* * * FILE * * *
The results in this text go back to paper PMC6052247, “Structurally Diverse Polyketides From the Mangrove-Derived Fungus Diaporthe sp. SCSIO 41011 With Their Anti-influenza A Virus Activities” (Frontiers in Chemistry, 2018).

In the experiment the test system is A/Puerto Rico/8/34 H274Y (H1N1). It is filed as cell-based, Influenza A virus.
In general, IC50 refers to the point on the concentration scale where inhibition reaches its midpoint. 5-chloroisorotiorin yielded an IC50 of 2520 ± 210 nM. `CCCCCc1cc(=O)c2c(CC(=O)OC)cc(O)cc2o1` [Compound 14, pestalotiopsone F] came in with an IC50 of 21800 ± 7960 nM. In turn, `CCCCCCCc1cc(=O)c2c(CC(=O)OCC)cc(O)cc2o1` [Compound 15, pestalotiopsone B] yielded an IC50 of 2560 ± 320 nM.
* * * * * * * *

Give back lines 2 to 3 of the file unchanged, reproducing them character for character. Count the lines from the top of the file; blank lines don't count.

In the experiment the test system is A/Puerto Rico/8/34 H274Y (H1N1). It is filed as cell-based, Influenza A virus.
In general, IC50 refers to the point on the concentration scale where inhibition reaches its midpoint. 5-chloroisorotiorin yielded an IC50 of 2520 ± 210 nM. `CCCCCc1cc(=O)c2c(CC(=O)OC)cc(O)cc2o1` [Compound 14, pestalotiopsone F] came in with an IC50 of 21800 ± 7960 nM. In turn, `CCCCCCCc1cc(=O)c2c(CC(=O)OCC)cc(O)cc2o1` [Compound 15, pestalotiopsone B] yielded an IC50 of 2560 ± 320 nM.